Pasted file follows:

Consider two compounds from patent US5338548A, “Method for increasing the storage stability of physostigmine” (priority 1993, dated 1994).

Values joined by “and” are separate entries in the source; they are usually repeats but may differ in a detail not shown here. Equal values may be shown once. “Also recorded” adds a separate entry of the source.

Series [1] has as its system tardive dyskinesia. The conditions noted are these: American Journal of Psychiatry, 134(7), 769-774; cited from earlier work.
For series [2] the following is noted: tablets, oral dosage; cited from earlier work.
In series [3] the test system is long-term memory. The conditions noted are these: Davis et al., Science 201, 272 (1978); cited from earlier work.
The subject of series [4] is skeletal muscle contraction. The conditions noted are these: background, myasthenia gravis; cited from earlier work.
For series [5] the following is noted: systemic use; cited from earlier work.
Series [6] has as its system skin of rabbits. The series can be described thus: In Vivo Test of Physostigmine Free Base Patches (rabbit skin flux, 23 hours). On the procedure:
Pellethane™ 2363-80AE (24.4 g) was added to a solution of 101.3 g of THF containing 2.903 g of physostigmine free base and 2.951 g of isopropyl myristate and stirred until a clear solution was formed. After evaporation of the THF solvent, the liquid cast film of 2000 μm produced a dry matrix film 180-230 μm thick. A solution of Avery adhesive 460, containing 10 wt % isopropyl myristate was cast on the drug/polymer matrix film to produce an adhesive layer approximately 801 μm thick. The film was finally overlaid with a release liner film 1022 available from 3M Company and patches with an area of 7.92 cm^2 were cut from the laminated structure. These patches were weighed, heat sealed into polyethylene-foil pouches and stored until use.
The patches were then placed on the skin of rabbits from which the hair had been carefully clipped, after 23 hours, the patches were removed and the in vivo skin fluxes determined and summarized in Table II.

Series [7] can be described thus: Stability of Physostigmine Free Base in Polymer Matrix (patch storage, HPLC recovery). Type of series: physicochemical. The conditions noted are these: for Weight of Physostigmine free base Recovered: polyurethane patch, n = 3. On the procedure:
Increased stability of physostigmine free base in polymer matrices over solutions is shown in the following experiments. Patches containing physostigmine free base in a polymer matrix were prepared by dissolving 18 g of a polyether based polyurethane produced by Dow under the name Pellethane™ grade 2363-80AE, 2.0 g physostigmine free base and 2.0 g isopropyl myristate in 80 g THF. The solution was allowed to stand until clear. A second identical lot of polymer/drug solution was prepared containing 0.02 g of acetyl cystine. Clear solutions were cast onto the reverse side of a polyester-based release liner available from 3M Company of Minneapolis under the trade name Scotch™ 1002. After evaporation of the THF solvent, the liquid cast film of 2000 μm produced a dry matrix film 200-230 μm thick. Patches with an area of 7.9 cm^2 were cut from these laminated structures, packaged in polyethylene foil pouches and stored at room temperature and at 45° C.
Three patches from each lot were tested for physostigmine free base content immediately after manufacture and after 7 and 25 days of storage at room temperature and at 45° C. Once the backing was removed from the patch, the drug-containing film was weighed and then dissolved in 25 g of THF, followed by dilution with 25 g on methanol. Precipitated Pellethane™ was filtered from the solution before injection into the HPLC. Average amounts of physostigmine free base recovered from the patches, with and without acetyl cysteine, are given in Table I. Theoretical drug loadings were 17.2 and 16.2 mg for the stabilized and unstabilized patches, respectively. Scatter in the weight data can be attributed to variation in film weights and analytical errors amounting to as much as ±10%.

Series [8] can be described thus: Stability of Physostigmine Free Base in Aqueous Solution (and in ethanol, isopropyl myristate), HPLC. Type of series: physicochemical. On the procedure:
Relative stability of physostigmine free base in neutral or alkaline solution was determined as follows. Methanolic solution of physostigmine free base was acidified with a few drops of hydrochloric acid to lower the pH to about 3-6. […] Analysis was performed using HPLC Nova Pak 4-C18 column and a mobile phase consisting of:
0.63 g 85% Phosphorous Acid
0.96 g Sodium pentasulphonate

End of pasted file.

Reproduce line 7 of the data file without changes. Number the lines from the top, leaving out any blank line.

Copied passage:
For series [5] the following is noted: systemic use; cited from earlier work.